Recent talks between France and Germany pertaining to the joint project of a new jet, also known as the "Future Combat Air System (FCAS)," have resulted in a deadlock, as the sides disagreed on export terms, Der Spiegel reported, citing a confidential cable from Germany's ambassador to Paris. According to the magazine, Paris demanded unrestricted exports for the future aircraft, while Berlin stood for scrutiny over deliveries of the jet to non-EU and non-NATO countries.
Germany believes the jets could be used by governments involved in human rights abuse if exports are not controlled. France, on the other hand, was firm in its position in favor of free sales, saying that otherwise it wouldn't participate in the project, Spiegel reported.
Head of Airbus, which is participating in the FCAS project, Tom Enders slammed Berlin's position in an interview with the German outlet, saying that it is impeding European cooperation.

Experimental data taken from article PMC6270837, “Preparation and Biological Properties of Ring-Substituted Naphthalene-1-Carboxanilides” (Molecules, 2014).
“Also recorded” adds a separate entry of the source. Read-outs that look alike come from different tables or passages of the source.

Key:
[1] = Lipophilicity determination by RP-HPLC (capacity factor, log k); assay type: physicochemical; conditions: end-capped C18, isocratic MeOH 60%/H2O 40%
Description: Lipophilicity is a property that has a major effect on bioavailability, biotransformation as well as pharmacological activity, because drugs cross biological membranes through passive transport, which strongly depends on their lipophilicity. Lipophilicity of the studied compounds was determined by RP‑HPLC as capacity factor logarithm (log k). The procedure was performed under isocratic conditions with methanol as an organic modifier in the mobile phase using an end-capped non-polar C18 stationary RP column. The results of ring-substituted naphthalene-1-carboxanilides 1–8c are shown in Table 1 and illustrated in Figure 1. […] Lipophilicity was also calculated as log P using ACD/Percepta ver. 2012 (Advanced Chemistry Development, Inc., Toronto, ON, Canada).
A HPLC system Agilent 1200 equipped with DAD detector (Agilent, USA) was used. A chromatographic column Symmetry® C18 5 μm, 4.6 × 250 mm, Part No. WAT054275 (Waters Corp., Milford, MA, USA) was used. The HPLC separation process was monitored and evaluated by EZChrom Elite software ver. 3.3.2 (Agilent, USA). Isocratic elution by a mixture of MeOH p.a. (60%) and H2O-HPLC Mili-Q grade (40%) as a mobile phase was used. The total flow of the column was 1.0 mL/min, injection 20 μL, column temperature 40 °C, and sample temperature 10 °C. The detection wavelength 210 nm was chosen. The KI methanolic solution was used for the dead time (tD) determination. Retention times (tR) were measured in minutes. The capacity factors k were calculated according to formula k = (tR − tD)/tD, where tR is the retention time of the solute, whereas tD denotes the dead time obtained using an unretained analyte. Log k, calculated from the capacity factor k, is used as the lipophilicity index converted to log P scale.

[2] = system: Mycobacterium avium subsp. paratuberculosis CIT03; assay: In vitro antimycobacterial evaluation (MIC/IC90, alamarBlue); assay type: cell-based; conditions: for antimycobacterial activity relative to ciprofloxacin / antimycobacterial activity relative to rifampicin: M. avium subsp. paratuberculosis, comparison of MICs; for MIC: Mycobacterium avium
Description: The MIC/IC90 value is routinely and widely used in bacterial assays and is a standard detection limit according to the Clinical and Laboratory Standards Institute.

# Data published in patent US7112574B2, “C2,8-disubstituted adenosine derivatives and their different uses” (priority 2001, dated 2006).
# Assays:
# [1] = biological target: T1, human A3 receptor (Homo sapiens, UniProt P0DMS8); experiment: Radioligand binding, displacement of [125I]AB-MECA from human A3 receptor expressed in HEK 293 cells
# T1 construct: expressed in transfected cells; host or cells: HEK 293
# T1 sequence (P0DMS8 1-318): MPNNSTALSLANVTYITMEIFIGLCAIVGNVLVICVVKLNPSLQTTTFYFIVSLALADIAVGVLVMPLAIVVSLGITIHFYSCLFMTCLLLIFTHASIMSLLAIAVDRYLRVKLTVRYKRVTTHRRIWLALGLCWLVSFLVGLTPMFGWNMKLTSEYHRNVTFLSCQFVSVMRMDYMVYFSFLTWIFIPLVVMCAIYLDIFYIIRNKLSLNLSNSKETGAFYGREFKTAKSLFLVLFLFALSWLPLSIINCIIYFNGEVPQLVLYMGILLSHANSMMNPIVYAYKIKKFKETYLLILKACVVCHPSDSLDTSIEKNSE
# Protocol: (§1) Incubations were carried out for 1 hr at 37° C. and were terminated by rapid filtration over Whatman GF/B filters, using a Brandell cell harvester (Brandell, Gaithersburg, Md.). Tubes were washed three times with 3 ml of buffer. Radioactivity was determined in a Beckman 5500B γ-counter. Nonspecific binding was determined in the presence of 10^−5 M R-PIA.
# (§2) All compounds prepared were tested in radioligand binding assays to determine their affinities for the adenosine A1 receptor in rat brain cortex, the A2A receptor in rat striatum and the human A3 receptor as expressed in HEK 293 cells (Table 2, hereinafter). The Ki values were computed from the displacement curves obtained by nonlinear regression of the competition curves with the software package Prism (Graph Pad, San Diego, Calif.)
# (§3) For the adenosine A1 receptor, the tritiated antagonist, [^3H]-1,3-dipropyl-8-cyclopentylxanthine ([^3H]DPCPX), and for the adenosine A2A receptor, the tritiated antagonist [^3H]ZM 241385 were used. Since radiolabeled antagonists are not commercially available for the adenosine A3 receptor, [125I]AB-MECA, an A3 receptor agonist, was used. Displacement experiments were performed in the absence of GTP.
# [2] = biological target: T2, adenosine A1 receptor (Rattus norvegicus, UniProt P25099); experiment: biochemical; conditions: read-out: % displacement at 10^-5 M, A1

"Berlin can't urge greater European cooperation and then refuse it, when projects are taking shape," he said.
The Future Combat Air System is a joint project aimed at developing a combat jet for European countries. It is expected to be ready for test flights around 2025 and is intended to replace ageing jets currently in use by EU countries.